How To Write A Research Paper

The Steps You Need to Write a Research Paper


Select a specific, focused topic to research. Where do topic ideas come from? If ideas are not suggested in your study guide, you can often find a topic by looking through your textbooks, particularly in the sections that list suggestions for further reading and study. You can go through lecture notes, examine books and articles in the library, look through subject catalogs, or refer to encyclopedias. Often the most interesting topics for you personally are drawn from your own experience – your personal knowledge, interests, and beliefs.


Rather than beginning with a preconceived thesis (a truth claim) that you then must rationalize, narrow your topic by developing a set of questions related to it. You might start with the classic journalists’ questions Who? What? When? Where? How? Why? Or ask, What is positive about “X”? What is negative? What is merely interesting?

Consider your topic from different perspectives. The static perspective focuses on what is. The dynamic perspective looks at action and change. The relative perspective examines relationships and systems. Ask, for example: How can “X” be systematically described? How has “X” changed over time? What other factors are related to “X”? How is one element of “X” related to another?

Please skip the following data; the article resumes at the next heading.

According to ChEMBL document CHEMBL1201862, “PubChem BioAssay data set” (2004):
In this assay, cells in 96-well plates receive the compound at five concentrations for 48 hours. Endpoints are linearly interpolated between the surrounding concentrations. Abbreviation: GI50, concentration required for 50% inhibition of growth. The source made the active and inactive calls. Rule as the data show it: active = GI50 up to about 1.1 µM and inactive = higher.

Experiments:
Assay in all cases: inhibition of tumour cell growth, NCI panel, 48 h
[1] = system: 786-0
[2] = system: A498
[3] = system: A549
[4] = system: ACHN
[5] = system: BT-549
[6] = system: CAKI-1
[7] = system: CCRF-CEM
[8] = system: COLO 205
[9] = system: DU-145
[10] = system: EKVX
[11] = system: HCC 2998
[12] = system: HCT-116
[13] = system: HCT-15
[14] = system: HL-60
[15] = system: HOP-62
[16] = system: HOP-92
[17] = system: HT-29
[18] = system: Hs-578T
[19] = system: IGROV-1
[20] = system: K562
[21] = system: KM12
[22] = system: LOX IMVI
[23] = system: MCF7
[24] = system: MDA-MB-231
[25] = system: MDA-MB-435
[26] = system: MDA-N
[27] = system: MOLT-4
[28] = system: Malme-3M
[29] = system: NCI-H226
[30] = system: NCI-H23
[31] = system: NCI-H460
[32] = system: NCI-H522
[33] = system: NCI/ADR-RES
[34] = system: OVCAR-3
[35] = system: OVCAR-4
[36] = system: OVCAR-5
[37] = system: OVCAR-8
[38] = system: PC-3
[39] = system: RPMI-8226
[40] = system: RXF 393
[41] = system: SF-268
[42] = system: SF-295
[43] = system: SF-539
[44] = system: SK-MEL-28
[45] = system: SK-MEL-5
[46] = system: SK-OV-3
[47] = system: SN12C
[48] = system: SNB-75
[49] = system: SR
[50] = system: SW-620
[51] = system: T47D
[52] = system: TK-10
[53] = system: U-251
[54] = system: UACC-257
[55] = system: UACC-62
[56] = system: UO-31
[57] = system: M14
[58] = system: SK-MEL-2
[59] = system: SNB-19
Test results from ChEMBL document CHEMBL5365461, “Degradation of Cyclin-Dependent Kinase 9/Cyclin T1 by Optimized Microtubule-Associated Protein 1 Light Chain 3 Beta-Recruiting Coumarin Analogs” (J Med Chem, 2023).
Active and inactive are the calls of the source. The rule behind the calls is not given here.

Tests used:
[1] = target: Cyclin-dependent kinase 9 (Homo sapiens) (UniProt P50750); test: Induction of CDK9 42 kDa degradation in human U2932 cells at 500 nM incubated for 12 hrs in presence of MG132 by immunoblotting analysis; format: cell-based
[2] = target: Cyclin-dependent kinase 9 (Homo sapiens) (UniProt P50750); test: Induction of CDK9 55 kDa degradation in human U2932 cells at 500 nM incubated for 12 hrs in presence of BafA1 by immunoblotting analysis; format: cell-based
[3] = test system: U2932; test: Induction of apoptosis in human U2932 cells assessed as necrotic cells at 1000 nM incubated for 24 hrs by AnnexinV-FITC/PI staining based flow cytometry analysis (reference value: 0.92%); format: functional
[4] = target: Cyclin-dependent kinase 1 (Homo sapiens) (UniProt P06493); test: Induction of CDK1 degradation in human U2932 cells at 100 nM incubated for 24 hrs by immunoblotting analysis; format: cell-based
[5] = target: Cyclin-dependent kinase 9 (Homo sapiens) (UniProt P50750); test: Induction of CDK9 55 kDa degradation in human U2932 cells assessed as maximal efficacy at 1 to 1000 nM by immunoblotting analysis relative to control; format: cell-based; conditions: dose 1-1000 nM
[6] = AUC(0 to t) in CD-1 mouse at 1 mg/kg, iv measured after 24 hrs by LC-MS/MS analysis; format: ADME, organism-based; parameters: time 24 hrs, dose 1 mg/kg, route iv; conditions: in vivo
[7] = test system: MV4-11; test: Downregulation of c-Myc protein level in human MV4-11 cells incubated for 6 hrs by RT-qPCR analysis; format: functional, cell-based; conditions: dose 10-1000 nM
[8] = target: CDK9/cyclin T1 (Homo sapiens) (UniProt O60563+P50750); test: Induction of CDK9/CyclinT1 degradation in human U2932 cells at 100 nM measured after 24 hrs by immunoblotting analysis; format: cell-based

Other strategies for question development can focus on narration, process, cause and effect, definition, classification and division, or comparison and contrast. For example: In what sequence of events does “X” manifest? What precedes and what follows “X”? Is it possible to say what causes “X”? How can “X” be systematically defined? What classes and subclasses of “X” exist, and how are they significant to the whole of “X”? How does “X” compare and contrast with “Y”?

Some ideas will seem worth pursuing; others will seem inappropriate for your purpose, audience, or occasion. You will find yourself discarding ideas even as you develop new ones.